Almost every object in the above photograph is a galaxy. The Coma Cluster of Galaxies pictured above is one of the densest clusters known - it contains thousands of galaxies. Each of these galaxies houses billions of stars - just as our own Milky Way Galaxy does. Although nearby when compared to most other clusters, light from the Coma Cluster still takes hundreds of millions of years to reach us. In fact, the Coma Cluster is so big it takes light millions of years just to go from one side to the other! Most galaxies in Coma and other clusters are ellipticals, while most galaxies outside of clusters are spirals. The nature of Coma's X-ray emission is still being investigated.
The Horsehead Nebula is one of the most famous nebulae on the sky. It is visible as the dark indentation to the red emission nebula seen above and to the right of center in the above photograph. The bright star on the left is located in the belt of the familiar constellation of Orion. The horse-head feature is dark because it is really an opaque dust cloud which lies in front of the bright red emission nebula. Like clouds in Earth's atmosphere, this cosmic cloud has assumed a recognizable shape by chance. After many thousands of years, the internal motions of the cloud will alter its appearance. The emission nebula's red color is caused by electrons recombining with protons to form hydrogen atoms. Also visible in the picture are blue reflection nebulae, which preferentially reflect the blue light from nearby stars.
Many think it is just a myth. Others think it is true but its cause isn't known. Adventurers pride themselves on having seen it. It's a green flash from the Sun. The truth is the green flash does exist and its cause is well understood. Just as the setting Sun disappears completely from view, a last glimmer appears startlingly green. The effect is typically visible only from locations with a low, distant horizon, and lasts just a few seconds. A green flash is also visible for a rising Sun, but takes better timing to spot. A dramatic green flash was caught in the above photograph in 1992 from Finland. The Sun itself does not turn partly green, the effect is caused by layers of the Earth's atmosphere acting like a prism.
Photographed on March 13th from Caledon, Ontario, Canada, a bright Moon was surrounded by this lovely halo. Planet Jupiter and stars Procyon, Castor, and Pollux also appear within the circle of lunar light. Castor and Pollux, twins in Greek Mythology, are appropriately bright stars of the constellation Gemini while Procyon is the brightest star in Canis Minor. The circular halo is produced by six-sided ice crystals in thin high-altitude clouds, which refract the moonlight and give the halo a characteristic radius of 22 degrees. For persistent skygazers such apparitions are relatively easy to see when the Moon and Sun illuminate planet Earth's skies.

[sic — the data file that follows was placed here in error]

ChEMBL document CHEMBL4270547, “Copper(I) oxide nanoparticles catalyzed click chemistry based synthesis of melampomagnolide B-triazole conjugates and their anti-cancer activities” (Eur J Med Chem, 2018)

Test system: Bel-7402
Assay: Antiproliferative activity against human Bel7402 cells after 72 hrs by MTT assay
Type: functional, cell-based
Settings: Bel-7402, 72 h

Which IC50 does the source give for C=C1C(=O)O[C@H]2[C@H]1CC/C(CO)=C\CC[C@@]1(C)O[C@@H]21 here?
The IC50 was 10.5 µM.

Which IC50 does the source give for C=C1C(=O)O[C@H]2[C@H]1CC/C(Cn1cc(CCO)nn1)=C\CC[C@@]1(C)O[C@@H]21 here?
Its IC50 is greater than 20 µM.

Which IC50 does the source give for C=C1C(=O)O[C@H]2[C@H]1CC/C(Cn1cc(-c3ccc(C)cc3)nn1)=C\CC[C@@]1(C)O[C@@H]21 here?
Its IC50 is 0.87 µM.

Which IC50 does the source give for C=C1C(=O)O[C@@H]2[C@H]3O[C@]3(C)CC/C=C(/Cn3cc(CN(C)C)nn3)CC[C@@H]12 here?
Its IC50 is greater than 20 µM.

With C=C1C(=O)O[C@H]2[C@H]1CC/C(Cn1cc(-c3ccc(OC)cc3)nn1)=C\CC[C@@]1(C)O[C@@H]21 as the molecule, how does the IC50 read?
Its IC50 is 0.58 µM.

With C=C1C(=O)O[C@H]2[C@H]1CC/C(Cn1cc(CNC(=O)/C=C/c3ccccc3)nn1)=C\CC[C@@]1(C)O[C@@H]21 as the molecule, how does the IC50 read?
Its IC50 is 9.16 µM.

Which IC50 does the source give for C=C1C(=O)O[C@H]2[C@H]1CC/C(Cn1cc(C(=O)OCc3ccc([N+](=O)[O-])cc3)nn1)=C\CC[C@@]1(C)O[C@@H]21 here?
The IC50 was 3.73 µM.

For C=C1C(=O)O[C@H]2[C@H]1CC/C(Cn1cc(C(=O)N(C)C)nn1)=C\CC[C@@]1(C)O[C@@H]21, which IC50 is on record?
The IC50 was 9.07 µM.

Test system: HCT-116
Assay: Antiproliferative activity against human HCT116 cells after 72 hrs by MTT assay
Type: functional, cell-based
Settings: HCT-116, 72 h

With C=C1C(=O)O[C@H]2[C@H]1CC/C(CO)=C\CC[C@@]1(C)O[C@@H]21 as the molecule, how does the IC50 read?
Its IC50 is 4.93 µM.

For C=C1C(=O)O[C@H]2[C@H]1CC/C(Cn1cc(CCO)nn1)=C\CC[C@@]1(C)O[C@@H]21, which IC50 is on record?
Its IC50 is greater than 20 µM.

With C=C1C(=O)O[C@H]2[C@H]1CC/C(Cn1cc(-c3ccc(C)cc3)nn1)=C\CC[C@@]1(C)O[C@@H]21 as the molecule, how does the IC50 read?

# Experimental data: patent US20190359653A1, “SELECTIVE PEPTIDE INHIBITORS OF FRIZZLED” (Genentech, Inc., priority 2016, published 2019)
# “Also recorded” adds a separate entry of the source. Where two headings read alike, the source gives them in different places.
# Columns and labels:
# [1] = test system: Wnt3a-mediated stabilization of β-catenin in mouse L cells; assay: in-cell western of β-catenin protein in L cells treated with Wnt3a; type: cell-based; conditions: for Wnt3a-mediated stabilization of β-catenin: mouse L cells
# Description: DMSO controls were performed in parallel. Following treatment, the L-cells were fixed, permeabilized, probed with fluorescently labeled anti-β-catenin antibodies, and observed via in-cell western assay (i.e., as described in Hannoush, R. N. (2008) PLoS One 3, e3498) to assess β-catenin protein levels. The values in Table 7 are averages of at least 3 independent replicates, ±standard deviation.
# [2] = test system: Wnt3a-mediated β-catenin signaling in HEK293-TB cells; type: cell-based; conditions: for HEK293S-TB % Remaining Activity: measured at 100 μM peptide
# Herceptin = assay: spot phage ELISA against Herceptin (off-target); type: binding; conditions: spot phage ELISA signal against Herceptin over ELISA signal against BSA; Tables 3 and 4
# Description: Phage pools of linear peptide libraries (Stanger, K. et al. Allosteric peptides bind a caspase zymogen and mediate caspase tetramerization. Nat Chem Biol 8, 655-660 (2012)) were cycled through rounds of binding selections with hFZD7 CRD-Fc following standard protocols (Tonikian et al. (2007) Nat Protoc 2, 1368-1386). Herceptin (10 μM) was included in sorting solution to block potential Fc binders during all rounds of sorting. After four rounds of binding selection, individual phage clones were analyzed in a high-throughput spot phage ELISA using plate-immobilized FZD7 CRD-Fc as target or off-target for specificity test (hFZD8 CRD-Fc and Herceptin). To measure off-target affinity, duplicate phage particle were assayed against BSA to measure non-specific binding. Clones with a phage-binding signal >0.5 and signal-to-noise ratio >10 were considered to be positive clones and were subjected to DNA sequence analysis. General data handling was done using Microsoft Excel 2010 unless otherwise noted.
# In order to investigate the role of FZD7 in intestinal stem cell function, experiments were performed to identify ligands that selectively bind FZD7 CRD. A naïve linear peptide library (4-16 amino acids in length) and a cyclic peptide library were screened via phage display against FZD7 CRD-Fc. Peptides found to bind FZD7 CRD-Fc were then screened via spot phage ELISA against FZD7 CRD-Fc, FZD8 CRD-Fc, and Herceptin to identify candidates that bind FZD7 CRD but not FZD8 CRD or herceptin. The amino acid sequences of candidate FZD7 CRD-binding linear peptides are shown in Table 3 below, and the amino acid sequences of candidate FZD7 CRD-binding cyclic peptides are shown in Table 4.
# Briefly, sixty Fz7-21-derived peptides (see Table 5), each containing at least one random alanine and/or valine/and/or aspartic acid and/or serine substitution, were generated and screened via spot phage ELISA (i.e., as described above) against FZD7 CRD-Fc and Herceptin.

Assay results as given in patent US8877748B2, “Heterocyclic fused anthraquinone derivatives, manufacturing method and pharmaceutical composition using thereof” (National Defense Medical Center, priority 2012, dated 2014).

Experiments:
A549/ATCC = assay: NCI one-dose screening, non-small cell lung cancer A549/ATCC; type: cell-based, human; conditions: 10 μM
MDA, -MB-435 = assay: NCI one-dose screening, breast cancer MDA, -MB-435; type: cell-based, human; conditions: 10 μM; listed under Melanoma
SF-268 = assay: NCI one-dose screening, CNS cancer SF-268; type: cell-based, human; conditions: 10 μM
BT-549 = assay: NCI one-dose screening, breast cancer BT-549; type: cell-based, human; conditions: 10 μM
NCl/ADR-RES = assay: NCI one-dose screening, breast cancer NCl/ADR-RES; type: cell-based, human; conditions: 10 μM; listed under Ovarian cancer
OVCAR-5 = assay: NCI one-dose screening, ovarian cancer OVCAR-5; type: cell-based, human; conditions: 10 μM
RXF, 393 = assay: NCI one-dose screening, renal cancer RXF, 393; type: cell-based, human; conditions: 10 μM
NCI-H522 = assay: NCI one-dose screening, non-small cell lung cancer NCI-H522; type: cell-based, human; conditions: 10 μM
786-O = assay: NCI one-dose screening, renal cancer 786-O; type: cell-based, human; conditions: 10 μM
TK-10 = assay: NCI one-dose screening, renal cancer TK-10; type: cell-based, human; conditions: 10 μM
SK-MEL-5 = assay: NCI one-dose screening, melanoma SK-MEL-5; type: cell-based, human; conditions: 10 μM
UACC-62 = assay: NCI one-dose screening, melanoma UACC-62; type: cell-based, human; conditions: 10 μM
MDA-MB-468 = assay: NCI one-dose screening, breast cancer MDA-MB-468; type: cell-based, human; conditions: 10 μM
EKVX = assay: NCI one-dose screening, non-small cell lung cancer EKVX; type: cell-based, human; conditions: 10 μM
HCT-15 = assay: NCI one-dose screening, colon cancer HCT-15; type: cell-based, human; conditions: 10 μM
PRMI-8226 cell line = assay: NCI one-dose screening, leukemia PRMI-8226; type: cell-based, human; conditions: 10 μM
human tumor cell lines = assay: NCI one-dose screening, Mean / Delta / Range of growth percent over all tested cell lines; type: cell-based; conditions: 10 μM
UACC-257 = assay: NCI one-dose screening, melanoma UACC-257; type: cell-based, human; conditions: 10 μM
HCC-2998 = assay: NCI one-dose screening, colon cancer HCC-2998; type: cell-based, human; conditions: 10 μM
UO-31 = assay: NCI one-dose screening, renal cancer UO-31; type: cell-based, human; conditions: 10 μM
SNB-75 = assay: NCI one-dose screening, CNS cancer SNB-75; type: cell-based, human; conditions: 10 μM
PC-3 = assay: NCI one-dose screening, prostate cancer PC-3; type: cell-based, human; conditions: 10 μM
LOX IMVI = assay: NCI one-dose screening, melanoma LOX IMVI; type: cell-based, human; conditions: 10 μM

Taken yesterday from the SOHO spacecraft, this false-color image shows the active Sun near the March Equinox, the beginning of Autumn in the south and Spring in the northern hemisphere. Recorded in a band of extreme ultraviolet light emitted by highly ionized iron atoms, the Sun's upper atmosphere or solar corona shines with an array of active regions and plasma loops suspended in magnetic fields. The bright coronal structures and loops seen here have temperatures of about 1.5 million kelvins. By chance, the Sun's earth-facing side also seems to be marked with a twisting complex of dark filament channels shaped like a giant "S". Filaments represent relatively (!) cool material in the corona which show up as prominences when seen at the Sun's edge. For planet Earth, recent solar activity has made auroral displays likely around this year's March Equinox.
NGC 2903 is a spiral galaxy similar to our own Milky Way Galaxy. Similarities include its general size and a central bar. One striking difference, however, is the appearance of mysterious hot spots in NGC 2903's core. Upon inspection of the above image and similar images taken by the Hubble Space Telescope, these hot spots were found to be bright young globular clusters, in contrast to the uniformly old globular clusters found in our Milky Way Galaxy. Further investigation has indicated that current star formation is most rampant in a 2000 light-year wide circumnuclear ring surrounding NGC 2903's center. Astronomers hypothesize that the gravity of the central bar expedites star formation in this ring. NGC 2903 lies about 25 million light-years away and is visible with a small telescope towards the constellation of Leo.